Everyone assumes the Fed (or the ECB or the BOJ, etc.) controls interest rates. They don't. They can influence them by doing radical things that subvert the debt markets (anwhichd take those markets from free markets to markets being administered by a sort of politburo). Since the advent of our central bank in the 1910s, their ability to influence at least the short end of the yield curve (to keep overnight rates exactly where they want) was pretty absolute, because they MOSTLY allowed the debt markets to operate freely, and they were using power nobody else has (the equivalent of a printing press) to nudge things.

    Over the last several decades, and particularly since 2008, they have completely destroyed those markets, and as they have gotten more and more hamhanded about trying to administer those markets instead of influencing them, they have created a self-fulfilling prophecy. They have now lost control -- really over the last few years. There is no honest price discovery, and as a result, there is no real liquidity. The biggest buyer -- sort of the world's worst hedge fund, because by definition it overpays for assets -- is the trading desk at the New York Fed (which is doing the work in that story you linked to.

    The debt markets are hostage now to permanent intervention, which is driving higher and higher debt levels. Lenders can't assess real risk, because the object is to create more and more debt. So you see it all over the place, for example, the IPO market right now with dogshit companies that are losing millions of dollars a day being valued at 10s of billions of dollars and being able to borrow cheaply.

    The purpose for the central banks is to keep rates from going higher (where market participants assessing lending risk and economic conditions would take it) because higher rates mean that the fantasy we have been living ends, there is a credit crisis (with lots of defaults on all of the mispriced debt they have created), our government can't keep running higher and higher debt levels, etc.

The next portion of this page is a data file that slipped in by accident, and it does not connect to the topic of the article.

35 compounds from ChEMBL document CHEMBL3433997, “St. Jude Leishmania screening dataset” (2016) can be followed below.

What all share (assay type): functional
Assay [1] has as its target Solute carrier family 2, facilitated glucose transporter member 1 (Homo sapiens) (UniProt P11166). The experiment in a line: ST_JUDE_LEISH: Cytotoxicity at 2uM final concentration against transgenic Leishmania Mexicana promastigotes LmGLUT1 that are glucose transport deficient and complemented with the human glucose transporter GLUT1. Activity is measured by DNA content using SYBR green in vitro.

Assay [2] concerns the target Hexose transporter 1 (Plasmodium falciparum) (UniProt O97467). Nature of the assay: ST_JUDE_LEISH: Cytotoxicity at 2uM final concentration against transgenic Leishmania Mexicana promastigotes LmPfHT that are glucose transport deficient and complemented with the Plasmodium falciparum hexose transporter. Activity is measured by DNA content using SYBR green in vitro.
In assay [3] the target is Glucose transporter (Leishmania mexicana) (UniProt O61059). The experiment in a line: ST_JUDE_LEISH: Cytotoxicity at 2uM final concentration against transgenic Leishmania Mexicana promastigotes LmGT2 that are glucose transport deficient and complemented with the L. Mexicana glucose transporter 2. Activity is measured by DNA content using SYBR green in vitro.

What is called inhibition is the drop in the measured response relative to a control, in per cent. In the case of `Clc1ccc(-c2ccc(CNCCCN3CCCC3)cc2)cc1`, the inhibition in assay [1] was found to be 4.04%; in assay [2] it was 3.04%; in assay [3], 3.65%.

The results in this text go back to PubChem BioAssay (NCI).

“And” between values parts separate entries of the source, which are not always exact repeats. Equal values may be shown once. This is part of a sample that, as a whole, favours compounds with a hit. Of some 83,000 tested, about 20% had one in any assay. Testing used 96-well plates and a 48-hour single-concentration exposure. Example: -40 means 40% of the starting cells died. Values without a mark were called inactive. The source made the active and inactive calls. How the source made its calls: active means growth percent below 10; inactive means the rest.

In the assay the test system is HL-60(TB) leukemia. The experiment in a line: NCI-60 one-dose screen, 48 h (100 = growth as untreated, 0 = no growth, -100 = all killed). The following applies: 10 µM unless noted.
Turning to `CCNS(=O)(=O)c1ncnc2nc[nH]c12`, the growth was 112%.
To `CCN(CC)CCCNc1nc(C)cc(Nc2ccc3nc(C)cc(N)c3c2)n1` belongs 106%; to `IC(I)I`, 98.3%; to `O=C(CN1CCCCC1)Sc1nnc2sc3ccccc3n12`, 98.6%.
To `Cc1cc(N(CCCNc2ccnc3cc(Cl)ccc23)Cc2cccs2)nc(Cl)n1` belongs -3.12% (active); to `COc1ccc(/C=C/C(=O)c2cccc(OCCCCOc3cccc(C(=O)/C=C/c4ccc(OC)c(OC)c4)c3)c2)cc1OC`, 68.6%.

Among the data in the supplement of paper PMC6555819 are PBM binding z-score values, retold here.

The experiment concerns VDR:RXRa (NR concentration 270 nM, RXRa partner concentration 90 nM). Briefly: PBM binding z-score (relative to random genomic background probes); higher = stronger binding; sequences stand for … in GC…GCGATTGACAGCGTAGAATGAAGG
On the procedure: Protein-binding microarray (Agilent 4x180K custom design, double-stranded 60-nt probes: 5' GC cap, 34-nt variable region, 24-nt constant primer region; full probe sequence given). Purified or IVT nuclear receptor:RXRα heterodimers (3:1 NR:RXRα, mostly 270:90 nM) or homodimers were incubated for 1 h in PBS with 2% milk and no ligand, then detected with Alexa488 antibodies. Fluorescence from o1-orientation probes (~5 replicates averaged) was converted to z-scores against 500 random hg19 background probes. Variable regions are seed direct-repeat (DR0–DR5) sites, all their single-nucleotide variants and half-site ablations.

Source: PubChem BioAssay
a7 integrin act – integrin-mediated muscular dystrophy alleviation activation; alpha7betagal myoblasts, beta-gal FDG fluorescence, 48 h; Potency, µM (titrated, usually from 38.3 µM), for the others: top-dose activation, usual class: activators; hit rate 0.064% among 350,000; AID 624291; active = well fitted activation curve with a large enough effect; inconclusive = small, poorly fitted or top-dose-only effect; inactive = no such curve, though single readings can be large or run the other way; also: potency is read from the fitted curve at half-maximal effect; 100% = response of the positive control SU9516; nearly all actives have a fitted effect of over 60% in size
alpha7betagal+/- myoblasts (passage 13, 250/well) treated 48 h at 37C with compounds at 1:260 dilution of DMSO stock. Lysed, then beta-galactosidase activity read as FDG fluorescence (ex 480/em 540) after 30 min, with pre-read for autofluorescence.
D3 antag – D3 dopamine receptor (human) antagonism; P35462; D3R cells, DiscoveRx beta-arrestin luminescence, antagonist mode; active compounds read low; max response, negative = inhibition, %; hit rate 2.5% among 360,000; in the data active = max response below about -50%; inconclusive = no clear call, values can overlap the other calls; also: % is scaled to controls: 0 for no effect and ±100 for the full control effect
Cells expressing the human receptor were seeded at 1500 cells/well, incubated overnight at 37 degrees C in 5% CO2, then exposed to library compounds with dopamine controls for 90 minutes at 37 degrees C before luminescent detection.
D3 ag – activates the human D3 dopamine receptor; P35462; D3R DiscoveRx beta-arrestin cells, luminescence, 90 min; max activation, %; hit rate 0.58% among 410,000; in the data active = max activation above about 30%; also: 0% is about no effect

The Fed is not going to step away willingly. It haltingly tried to last year with a small rate hiking cycle, the ending of reinvesting on expiring bonds they have bought during their rounds of quantitative easing. And what happened was the global economy buckled, the stock market (which is pinned in bubble territory) started to sell off violently. ... and they reversed course.

    So it is going to end with chaos, unfortunately, sort of like 2007/08, except what they have created worldwide (the ECB and BOJ are in cahoots) has created a much weaker economy over the last decade that has grown anemically, and the debt levels their "policies" enabled to kick the can down the road this far are way greater than they were in 2007 /08.

    But to answer your actual question, I posted about it in the link above. ... the short-term funding market has frozen up, and even though the Fed has decreed that rates are supposed to be 1.75 percent to 2 percent, in reality those trying to borrow overnight were finding rates upward of 10 percent at times. Now the Fed is doing what it does -- fucking things up even more -- to try to enforce its decree about where lending rates should be.
    maumann likes this.
  11. maumann

    maumann Well-Known Member

    So 1. I need to finance my next motorhome purchase before the whole thing goes kablooey. 2. The timing of this and the 2020 elections is going to be popcorn-munching fun.

Draft saved Draft deleted

Share This Page